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Difference between revisions of "Arkansas Constitution"

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===[[Article 4, Arkansas Constitution|Article 4: Departments]]===
 
===[[Article 4, Arkansas Constitution|Article 4: Departments]]===
Article 4 stablishes the separation of powers. "The powers of the government of the State of Arkansas shall be divided into three distinct departments, each of them to be confided to a separate body of magistracy, to-wit: Those which are legislative, to one, those which are executive, to another, and those which are judicial, to another."<ref name="ak"/>  
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Article 4 establishes the separation of powers. "The powers of the government of the State of Arkansas shall be divided into three distinct departments, each of them to be confided to a separate body of magistracy, to-wit: Those which are legislative, to one, those which are executive, to another, and those which are judicial, to another."<ref name="ak"/>
  
 
===[[Article 5, Arkansas Constitution|Article 5: Legislative Department]]===
 
===[[Article 5, Arkansas Constitution|Article 5: Legislative Department]]===

Revision as of 15:22, 7 May 2014

Arkansas Constitution
Seal of Arkansas.svg.png
Preamble
Articles
1234567891011121314151617181920ScheduleProclamation
Amendments
The Arkansas Constitution is the basic governing document of Arkansas. This fifth and current version was first adopted in 1874, at the end of the Reconstruction Period as the state reclaimed power from the federal government.[1]

Provisions of the current Arkansas Constitution

Preamble

See also: Preambles to state constitutions

The Arkansas Constitution Preamble states:

We, the People of the State of Arkansas, grateful to Almighty God for the privilege of choosing our own form of government; for our civil and religious liberty; and desiring to perpetuate its blessings, and secure the same to our selves and posterity; do ordain and establish this Constitution.[2]

Article 1: Boundaries

Article 1 defines the physical boundaries of the state.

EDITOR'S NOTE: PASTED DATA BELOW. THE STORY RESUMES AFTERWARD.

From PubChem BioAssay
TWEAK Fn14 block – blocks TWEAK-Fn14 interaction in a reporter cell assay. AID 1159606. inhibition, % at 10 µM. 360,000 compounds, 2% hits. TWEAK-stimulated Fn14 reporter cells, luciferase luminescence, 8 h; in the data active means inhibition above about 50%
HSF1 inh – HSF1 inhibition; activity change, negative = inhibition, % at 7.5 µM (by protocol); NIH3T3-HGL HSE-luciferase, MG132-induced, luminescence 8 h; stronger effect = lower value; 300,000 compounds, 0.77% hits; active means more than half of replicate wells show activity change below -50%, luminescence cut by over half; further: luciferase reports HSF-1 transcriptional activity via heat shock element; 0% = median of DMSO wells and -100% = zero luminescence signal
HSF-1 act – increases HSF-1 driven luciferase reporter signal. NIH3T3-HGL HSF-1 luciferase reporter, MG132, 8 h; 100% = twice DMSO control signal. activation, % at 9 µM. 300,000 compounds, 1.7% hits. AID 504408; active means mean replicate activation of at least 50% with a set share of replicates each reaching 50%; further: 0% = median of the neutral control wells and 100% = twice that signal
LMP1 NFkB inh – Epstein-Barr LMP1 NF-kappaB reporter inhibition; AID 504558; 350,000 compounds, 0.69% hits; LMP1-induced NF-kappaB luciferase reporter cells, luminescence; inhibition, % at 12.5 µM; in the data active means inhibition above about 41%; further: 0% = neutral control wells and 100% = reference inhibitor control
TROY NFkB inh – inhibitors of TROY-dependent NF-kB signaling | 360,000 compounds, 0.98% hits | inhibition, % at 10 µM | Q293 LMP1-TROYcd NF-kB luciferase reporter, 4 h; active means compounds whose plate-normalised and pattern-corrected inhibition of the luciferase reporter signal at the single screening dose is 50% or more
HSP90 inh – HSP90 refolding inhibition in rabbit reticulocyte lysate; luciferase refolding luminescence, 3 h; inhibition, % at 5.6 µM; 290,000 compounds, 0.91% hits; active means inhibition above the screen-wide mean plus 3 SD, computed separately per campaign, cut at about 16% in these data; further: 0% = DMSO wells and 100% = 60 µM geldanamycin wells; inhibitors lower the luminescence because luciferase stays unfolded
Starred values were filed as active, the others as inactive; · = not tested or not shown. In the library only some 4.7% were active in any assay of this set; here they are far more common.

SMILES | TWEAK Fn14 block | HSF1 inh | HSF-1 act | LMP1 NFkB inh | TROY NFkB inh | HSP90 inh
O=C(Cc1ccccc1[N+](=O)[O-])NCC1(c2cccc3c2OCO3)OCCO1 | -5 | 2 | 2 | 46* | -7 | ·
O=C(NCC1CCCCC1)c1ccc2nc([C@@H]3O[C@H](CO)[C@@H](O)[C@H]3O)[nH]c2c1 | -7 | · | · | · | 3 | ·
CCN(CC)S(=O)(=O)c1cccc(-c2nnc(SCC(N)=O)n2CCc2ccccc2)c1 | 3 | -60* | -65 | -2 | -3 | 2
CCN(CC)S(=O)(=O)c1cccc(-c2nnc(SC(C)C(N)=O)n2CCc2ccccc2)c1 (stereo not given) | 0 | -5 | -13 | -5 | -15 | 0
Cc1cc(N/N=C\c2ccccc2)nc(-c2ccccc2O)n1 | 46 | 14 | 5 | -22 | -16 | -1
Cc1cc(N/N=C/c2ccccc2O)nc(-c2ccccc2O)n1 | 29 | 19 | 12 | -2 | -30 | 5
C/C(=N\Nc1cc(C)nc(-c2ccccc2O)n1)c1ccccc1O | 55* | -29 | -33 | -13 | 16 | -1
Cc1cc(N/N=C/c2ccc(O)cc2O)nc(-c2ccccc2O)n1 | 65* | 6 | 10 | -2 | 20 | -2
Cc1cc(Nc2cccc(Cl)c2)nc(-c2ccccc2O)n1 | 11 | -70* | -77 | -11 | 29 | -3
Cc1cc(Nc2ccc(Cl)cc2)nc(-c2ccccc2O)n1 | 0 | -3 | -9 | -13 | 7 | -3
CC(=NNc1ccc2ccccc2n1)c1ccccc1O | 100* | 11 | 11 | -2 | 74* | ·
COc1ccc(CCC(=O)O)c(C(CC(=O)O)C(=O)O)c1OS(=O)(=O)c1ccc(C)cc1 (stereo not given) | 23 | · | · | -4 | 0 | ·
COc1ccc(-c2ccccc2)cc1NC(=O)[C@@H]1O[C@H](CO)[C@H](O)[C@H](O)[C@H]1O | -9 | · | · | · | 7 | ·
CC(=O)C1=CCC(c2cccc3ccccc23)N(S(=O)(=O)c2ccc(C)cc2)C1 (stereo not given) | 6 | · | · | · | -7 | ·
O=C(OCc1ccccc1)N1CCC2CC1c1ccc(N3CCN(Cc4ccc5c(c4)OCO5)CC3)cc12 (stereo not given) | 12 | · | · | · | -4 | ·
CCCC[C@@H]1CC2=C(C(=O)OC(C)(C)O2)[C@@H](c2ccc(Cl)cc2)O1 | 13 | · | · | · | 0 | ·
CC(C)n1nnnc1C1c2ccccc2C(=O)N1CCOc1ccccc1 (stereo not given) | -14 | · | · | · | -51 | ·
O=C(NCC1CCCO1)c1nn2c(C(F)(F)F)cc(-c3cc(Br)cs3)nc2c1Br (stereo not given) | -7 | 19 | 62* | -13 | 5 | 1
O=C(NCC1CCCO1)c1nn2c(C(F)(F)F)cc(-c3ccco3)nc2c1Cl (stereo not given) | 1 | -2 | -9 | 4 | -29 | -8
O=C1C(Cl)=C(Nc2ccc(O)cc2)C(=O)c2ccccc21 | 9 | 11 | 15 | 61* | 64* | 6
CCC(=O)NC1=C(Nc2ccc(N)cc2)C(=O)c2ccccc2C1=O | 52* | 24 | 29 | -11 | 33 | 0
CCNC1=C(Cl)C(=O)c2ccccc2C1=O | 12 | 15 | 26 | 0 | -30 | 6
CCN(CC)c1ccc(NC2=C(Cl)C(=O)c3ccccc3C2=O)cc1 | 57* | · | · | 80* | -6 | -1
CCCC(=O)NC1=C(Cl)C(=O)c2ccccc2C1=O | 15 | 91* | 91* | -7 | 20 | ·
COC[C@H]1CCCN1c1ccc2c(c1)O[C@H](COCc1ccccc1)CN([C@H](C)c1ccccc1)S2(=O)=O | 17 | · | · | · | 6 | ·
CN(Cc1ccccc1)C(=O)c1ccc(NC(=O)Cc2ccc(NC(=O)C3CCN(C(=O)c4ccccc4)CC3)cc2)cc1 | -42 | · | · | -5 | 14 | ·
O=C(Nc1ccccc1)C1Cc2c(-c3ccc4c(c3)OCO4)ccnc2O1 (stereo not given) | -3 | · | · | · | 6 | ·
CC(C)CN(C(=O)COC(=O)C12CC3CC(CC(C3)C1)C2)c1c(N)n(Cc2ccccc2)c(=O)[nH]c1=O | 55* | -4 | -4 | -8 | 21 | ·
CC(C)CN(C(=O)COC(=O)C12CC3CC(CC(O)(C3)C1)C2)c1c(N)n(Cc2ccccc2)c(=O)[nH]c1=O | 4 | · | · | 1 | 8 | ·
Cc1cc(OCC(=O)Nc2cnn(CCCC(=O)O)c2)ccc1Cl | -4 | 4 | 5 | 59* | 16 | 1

Article 2: Declaration of Rights

Article 2 extends to citizens the rights granted by the United States Declaration of Independence and United States Constitution, including the right to bear arms, the right to writ of habeas corpus and more.

Article 3: Franchise and Elections

Article 3 establishes that "elections shall be free and equal" and that "no power, civil or military, shall ever interfere to prevent the free exercise of the right of suffrage." Parts of this article were superseded by the 39th Amendment. It also ensures that "no idiot or insane person shall be entitled to the privileges of an elector."[2]

Article 4: Departments

Article 4 establishes the separation of powers. "The powers of the government of the State of Arkansas shall be divided into three distinct departments, each of them to be confided to a separate body of magistracy, to-wit: Those which are legislative, to one, those which are executive, to another, and those which are judicial, to another."[2]

Article 5: Legislative Department

Article 5 discusses the operations of the Arkansas General Assembly. It provides that the Assembly shall meet biennially (Section 5) and limited to 60 days unless approved by 2/3rds of both houses (Section 17). Section 4 sets the qualifications for members.

Article 6: Executive Department

Article 6 forms the executive offices of Arkansas government. This article was heavily revised by later amendments.